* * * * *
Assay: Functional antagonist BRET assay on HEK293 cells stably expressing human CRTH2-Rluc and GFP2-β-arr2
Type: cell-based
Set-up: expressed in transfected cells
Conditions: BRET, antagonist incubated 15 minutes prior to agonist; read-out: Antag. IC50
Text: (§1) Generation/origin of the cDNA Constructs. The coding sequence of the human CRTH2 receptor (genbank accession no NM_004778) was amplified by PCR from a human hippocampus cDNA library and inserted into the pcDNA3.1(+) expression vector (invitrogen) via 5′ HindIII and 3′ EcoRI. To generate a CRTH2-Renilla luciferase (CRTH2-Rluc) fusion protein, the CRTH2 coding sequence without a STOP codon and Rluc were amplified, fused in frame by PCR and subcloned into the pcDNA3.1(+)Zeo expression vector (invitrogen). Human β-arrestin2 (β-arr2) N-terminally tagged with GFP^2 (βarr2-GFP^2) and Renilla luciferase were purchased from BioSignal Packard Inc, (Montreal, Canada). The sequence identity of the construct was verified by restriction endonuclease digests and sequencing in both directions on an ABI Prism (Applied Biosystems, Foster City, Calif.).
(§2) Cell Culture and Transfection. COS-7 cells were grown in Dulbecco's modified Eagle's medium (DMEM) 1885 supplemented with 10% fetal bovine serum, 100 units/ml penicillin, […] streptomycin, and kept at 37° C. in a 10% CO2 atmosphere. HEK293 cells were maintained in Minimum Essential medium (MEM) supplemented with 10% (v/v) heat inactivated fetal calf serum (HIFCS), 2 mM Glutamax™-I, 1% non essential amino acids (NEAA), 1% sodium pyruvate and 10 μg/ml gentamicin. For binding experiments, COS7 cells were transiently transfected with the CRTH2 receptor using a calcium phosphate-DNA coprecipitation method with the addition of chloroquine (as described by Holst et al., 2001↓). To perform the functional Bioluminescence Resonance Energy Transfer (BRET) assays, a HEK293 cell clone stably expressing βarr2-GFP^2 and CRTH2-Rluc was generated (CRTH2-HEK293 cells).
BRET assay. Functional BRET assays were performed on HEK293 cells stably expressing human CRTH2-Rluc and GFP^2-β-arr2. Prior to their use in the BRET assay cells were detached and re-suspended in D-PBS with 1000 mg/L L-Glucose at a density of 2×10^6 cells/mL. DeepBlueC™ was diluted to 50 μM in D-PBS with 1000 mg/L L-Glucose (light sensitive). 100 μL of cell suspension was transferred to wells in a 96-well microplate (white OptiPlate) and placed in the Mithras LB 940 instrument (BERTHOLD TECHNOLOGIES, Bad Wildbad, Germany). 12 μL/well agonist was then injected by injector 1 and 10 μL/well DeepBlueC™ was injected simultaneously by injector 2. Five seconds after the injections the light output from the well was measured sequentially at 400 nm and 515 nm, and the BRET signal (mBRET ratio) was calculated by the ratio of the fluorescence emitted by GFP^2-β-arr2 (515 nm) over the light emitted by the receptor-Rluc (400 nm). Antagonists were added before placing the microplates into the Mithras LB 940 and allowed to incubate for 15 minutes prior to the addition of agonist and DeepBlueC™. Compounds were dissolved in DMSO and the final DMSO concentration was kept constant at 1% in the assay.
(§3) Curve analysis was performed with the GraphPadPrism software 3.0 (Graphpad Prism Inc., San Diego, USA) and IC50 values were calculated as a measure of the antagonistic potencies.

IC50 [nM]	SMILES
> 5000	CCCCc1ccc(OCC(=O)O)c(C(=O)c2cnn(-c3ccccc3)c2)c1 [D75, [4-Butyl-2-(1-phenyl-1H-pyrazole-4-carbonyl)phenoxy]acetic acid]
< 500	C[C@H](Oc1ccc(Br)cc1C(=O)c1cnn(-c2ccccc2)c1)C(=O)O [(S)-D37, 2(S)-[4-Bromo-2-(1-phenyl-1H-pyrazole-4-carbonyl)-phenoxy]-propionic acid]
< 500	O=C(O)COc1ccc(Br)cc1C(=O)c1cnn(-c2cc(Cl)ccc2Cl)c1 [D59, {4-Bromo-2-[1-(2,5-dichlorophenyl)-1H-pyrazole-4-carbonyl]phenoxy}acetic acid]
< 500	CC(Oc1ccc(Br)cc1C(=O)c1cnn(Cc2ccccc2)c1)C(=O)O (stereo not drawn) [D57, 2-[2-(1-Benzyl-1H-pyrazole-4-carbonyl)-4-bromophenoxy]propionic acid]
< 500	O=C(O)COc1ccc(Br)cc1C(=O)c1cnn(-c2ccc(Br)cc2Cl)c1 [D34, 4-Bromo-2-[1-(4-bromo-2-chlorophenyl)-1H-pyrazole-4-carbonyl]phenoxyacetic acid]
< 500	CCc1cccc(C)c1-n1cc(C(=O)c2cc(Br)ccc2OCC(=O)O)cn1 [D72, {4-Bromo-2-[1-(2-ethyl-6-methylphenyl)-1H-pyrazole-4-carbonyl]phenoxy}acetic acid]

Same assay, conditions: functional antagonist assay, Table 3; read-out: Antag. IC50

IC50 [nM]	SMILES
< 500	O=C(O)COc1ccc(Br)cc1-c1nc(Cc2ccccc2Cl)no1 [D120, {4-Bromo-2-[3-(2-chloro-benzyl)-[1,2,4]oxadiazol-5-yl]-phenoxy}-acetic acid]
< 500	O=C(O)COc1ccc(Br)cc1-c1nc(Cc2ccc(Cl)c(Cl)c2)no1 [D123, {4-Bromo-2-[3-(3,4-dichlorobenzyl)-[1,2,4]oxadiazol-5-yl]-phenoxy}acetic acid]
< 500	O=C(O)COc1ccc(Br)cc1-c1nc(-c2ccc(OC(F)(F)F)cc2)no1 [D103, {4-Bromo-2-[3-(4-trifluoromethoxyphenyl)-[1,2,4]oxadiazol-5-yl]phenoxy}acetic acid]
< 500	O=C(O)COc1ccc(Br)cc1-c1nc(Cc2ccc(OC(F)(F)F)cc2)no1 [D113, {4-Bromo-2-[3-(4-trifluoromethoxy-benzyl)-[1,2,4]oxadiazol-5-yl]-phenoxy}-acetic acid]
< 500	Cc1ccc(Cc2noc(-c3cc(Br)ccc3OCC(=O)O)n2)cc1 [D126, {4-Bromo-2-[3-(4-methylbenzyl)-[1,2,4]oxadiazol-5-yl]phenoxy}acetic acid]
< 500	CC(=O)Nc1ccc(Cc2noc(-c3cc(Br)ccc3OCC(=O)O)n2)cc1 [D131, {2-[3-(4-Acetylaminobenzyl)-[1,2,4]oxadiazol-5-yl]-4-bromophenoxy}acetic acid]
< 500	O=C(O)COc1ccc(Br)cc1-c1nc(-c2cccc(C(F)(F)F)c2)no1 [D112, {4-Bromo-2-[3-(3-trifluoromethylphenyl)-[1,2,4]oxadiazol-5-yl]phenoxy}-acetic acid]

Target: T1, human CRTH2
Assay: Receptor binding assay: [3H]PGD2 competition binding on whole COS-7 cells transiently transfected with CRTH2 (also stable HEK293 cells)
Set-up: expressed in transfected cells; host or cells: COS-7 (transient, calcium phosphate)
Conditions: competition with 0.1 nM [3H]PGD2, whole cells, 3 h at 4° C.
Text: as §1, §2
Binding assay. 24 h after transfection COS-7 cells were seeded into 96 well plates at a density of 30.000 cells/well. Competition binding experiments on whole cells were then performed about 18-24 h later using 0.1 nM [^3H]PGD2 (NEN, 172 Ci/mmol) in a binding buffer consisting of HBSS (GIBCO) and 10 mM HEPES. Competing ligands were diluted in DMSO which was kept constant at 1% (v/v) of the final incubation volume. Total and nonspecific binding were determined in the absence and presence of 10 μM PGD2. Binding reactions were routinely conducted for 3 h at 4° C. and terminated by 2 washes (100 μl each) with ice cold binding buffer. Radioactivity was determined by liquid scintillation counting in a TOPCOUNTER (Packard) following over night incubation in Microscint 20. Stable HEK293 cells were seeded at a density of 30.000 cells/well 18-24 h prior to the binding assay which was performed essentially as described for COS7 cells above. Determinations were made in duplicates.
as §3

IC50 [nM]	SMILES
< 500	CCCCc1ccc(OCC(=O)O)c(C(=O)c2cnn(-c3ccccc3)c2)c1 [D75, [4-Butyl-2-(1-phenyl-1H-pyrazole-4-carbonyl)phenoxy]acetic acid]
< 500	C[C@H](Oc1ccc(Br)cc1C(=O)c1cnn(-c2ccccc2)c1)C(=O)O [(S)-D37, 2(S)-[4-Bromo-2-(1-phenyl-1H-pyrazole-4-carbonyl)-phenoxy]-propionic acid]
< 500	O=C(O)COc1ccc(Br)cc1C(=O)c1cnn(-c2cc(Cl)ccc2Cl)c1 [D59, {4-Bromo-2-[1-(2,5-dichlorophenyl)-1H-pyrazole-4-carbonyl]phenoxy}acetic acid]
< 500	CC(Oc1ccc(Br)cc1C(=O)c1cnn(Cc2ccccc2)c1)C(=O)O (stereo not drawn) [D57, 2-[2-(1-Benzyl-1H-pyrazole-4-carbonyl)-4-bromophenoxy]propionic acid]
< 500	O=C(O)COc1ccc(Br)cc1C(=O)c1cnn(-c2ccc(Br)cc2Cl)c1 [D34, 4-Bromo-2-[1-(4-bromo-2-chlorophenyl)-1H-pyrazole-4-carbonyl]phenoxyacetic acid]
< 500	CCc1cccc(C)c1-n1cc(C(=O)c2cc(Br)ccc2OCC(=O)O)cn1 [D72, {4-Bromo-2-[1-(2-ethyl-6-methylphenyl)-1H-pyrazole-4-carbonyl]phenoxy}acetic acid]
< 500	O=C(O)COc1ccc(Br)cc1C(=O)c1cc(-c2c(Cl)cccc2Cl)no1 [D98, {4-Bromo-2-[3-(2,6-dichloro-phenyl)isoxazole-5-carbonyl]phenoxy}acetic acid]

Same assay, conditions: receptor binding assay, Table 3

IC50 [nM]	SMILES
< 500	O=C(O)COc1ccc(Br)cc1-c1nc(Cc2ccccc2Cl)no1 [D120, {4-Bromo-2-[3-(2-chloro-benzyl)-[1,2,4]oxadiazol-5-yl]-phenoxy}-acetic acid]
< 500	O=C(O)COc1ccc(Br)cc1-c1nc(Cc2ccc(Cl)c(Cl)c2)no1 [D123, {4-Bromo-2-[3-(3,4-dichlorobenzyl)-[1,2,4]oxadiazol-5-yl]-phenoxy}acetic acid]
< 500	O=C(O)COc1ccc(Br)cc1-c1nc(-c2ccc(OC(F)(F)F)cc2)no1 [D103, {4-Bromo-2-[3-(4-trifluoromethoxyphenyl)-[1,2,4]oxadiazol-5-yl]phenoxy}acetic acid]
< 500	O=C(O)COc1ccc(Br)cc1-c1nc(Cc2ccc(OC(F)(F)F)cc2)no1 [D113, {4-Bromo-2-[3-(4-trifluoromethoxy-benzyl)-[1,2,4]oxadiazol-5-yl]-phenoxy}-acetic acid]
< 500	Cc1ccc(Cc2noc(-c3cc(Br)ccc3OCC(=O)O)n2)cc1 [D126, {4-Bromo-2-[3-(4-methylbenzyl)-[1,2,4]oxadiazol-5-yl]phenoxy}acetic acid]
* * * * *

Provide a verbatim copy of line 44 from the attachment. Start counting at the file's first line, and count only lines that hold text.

< 500	O=C(O)COc1ccc(Br)cc1-c1nc(-c2ccc(OC(F)(F)F)cc2)no1 [D103, {4-Bromo-2-[3-(4-trifluoromethoxyphenyl)-[1,2,4]oxadiazol-5-yl]phenoxy}acetic acid]